Joyland by Stephen King
Final Verdict: 3.75 out of 4.0
4 – Plot/Story is interesting/believable and impactful.
Stephen King’s Joyland is the latest in his massive repertoire of what I will hereafter describe as “really cool reading stuff.” In this supernatural mystery crime thriller (yep, it is all of that), young Devin Jones, fresh out of his first year of college, heads down the eastern U.S. coastline to take a summer job at an old-fashioned amusement park called, you guessed it, Joyland. While trying to get over “that” girl, the devastatingly beautiful tease who became his first love and who broke his heart for the first time, Devin soon finds himself involved in the very peculiar life of a dying boy, his bombshell mother, and a decades old murder that all of them must somehow solve together, or else. What starts off as a curiosity – a folk legend and a hobby- for Devin and his Joyland friends, soon turns into a terrifying nightmare which will change Devin’s life forever.
3 – Characters well-developed.
One of the areas where I tend to find King lacking is in his character development. His stories and their connection with the reader are always at the forefront, so his characters seem to be there only as means to an end. What King wants for his reader is self-immersion – the stories should be happening to you. He does manage to accomplish this, better than most, but, still, characters are one of my favorite (and, in my opinion, one of the most important) aspects of any good novel, so I do look for their strengths, weaknesses, growth, etc. Joyland is a short novel, without much room for growth, but King does allow his main character, Devin, to experience certain major life events and to learn from them. Most of the minor characters (which includes everyone except Devin) are relatively flat throughout, except for Annie. Her story, along with that of her sick son, Mike, are the very touching secondary support that the primary story needs to make this book just complicated enough – just emotional enough- to touch the reader on a deeper level. Devin’s growth coincides with his relationship with these two, and Annie’s growth, too, happens only because Devin comes into their life. The other friends, park workers, and even the primary antagonist are sidelined for the majority of the story but, in the end, it really doesn’t matter.
4 – Excellent prose/style, enhancing the story.
Stephen King obviously knows how to write a story – his prolific body of work, permanent best-seller status, and massive personal wealth (not to mention all those page-to-screen adaptations) can attest to this. Typically, though, something about King’s writing will irk me. I sometimes find it a little bit too pedantic, or a little bit too graphic, or a little bit trying-to-hard-to-be-shocking. This time, though, King seems to be deeply in love with his story, and his writing reflects that. The book is a page-turner, not because it is an edge-of-your-seat suspense thriller or horror novel, like so many of his others. Yes, you do want to find out what happens next, but it is because you are engrossed with Devin’s life. Sure, you realize there are things happening beneath the surface – secrets that are bound to be revealed, soon. But, also, you just want to be a part of Devin’s life. You are happy for him when he finds enjoyment in perhaps the most un-enjoyable job imaginable. You are thrilled when his relationship with Annie starts to progress, and when you learn more about Mike. King’s dialogue is believable, Devin’s awkwardness is believable, and the descriptions of people, places, etc. are interesting enough to engage the reader and drive the plot forward.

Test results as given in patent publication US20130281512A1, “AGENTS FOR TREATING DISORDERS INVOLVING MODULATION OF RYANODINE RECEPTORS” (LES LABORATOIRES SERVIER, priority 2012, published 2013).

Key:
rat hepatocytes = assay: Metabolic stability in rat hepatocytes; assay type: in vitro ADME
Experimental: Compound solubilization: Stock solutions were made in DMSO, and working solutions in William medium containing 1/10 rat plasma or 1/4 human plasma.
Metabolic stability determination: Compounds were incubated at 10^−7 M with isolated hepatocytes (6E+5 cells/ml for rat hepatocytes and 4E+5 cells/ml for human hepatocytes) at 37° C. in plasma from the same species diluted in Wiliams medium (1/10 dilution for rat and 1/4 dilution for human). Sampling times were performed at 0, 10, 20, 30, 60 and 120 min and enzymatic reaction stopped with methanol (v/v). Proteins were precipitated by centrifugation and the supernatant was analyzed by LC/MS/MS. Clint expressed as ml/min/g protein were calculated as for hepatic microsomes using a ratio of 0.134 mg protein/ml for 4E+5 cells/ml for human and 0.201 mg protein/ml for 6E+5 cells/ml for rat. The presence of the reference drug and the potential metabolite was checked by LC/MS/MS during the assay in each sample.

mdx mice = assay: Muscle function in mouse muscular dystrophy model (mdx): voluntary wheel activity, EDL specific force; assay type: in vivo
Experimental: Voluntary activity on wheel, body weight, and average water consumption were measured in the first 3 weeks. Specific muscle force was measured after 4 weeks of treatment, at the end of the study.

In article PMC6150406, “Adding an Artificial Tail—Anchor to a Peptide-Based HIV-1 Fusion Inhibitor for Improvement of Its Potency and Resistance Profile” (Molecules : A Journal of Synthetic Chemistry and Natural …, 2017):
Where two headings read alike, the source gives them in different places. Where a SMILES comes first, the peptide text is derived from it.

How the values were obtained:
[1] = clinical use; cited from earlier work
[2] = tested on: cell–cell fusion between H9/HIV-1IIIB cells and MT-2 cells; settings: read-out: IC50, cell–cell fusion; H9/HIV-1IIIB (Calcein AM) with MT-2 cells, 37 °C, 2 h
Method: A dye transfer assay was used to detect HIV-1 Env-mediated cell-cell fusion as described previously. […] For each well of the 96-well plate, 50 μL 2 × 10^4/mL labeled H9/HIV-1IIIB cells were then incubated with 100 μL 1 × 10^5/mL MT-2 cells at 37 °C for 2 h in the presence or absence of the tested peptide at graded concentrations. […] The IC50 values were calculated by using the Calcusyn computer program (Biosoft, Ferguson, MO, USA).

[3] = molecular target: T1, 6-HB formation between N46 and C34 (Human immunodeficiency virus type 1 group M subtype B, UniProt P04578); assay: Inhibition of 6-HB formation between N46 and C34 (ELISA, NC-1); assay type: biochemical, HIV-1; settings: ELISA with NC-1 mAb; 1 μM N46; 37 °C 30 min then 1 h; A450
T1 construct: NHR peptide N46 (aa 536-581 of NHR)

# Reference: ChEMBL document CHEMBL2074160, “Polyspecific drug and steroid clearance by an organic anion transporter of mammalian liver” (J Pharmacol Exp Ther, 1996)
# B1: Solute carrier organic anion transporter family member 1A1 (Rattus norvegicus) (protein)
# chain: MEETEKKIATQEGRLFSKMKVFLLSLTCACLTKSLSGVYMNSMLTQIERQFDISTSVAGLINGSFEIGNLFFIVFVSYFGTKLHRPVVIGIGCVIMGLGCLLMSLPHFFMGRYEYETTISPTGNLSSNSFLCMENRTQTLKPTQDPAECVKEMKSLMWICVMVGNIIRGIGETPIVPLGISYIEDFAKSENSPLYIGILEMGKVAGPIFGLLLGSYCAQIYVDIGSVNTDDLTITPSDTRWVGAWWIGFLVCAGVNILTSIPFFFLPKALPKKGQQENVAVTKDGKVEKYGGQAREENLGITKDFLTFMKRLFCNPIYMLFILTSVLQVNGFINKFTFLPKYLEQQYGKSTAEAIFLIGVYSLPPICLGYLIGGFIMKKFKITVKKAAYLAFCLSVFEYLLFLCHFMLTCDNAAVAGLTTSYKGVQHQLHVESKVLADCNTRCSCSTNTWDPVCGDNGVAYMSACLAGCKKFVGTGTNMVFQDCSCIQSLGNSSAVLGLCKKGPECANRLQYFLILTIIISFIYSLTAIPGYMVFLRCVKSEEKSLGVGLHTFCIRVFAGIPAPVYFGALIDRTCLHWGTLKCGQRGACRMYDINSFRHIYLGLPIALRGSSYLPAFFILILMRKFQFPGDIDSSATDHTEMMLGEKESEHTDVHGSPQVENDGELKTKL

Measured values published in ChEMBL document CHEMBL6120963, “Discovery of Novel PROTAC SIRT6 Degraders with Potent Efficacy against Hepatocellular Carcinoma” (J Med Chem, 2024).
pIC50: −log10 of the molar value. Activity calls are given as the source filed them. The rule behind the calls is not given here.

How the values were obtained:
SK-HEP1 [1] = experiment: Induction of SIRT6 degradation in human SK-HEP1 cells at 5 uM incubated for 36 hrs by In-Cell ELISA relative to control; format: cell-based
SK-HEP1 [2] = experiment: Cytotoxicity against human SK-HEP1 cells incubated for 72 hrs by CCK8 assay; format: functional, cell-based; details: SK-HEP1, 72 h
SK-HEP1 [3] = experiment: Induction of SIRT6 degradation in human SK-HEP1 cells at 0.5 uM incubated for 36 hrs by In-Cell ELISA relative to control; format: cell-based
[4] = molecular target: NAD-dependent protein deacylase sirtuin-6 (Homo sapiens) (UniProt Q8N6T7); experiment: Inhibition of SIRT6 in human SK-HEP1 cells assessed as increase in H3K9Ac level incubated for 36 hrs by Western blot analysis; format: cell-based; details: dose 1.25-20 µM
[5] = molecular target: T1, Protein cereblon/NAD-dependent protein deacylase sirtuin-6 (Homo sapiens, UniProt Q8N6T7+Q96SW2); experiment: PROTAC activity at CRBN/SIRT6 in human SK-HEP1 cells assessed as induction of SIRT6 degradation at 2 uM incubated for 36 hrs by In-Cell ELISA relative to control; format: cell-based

Additional Elements: Setting, Symbols/Motifs, Resolution, etc.
4 – Additional elements improve and advance the story.
Joyland is not as scary, nor as suspenseful, nor as gory, nor as crude as I expected it to be. I mean, this is King, after all. Where is the horror? Where are the blatantly graphic sexual episodes? I realize that I always anticipate something from King, and yet he always manages to surprise me. This has happened with every King book I’ve read, from Christine to Gunslinger, from Carrie to “The Body.” Although King sometimes uses the fantastical, the terrifying, and the unbelievable to get his point across, his stories are, at heart, very much about human nature and the human experience. Joyland is no exception; in fact, it might just be King at the peak of his storytelling ability. This book left me with a sense of nostalgia that I haven’t felt since seeing the Spielberg film Super 8 just a few years ago. It reminds one of “the good old days” – where innocence and experience begin to meet, where love has crushed us, but the future still shines bright; where mystery entices us and, despite our better judgment, we dive for it only to find ourselves in over our heads. The book was, really, a delight. It is sad, but hopeful; fantastic, but real; and current, but elegiac.
Suggested Reading for:
Age Level: High School+
Interest: Crime Thriller, Mystery, Supernatural, Coming-of-Age.
“Age looked at youth, and youth’s applause first weakened, then died.”
“The mind defends itself as long as it can.”
“Even when what you’re holding onto is full of thorns, it’s hard to let go.”
“Some people hide their real faces. Sometimes you can tell when they’re wearing masks, but not always.”
“The last good time always comes, and when you see the darkness creeping toward you, you hold on to what was bright and good. You hold on for dear life.”